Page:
Reflecting on Hack Reactor

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2 months after graduating from Hack Reactor, I’ve been asked several times about what it was like to attend Hack Reactor. When I was considering going to Hack Reactor in the first place, I found it really helpful to read about other people’s experiences, so I’m adding my 2 cents for anyone else who might be interested (and also so I don’t have to answer the same question multiple times!).

TLDR: Hack Reactor been an awesome experience and I couldn’t recommend it highly enough.

I graduated from Hack Reactor in early November as one of the 29 students in the 6th cohort, which started in August 2013. As a testament to just how great and effective Hack Reactor is, by the end of the 2nd week after graduation, I already started getting job offers with 6-figure salaries. The statistics on their webpage aren’t kidding around. At the time that I applied, they bragged about the average graduate getting $85k salaries. I was already skeptical of that at the time that I applied (but it was still a lot better than what I earned before). After we’ve graduated, as other students in my cohort got offers, it became apparent that the average salary has been increasing with each cohort and a 6-figure salary was the new norm.

What sets Hack Reactor apart from the other immersive schools out there, like Dev Bootcamp and App Academy? There’s a few things:

  1. Most other schools teach students Ruby on Rails (a server-side language), while Hack Reactor focuses on teaching students software engineering principles using JavaScript, a (often client-side) language used by virtually every online presence out there. Because of its ubiquitous nature, there’s a lot more demand for JavaScript engineers on the job market.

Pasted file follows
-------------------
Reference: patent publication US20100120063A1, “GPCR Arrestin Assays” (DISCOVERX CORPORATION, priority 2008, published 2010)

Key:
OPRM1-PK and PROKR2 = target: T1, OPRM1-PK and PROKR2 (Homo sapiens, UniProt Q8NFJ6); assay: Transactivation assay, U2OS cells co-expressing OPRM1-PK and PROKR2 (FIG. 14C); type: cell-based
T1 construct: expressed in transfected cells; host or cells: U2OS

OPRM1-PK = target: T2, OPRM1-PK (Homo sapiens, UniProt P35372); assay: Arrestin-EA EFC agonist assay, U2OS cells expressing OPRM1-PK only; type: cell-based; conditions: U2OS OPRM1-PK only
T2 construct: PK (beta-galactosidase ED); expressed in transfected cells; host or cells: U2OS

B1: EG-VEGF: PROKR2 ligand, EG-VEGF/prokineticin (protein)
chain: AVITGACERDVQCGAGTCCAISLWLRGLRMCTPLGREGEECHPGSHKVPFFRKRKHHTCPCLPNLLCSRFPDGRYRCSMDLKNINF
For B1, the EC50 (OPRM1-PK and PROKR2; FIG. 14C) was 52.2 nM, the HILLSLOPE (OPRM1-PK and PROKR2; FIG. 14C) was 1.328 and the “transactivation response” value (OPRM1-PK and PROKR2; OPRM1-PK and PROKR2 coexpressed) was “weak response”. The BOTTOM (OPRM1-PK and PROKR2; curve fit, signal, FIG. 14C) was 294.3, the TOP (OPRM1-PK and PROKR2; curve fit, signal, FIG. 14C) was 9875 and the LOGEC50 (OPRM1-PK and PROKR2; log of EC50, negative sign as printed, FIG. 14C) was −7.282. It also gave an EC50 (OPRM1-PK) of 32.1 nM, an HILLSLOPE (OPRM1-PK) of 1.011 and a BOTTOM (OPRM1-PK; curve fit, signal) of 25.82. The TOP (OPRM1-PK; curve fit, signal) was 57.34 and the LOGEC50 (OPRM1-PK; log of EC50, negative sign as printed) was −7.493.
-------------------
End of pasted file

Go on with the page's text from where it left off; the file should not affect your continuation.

2. At 12 weeks long (technically 13 weeks, more on that later), 11 hours a day (I stayed 13), and 6 days a week, you’re investing a lot more time into the program. This means you’re more thoroughly immersed in the curriculum and you get to spend 3.5 weeks on developing awesome projects: one to show off what you can do on your own, and one amazing one to show off what you can accomplish as part of a team. Both of these projects give you the opportunity to demonstrate what you’re capable of doing, once you start applying for jobs.

  3. I’d be remiss if I didn’t mention cost. Hack Reactor (at the time of this review) costs $17,780. That’s a hefty chunk of change, but it’s easily the best investment I’ve ever made. The salary difference between my job prior to Hack Reactor and afterwards more than makes up for the cost of tuition. Also, if you wished Hack Reactor did something akin to App Academy, where they garnish 18% of your first year’s salary, consider this: 18% of the average Hack Reactor graduate’s salary (which at the time of this writing is $110k) comes out to $19,800, which is even more expensive!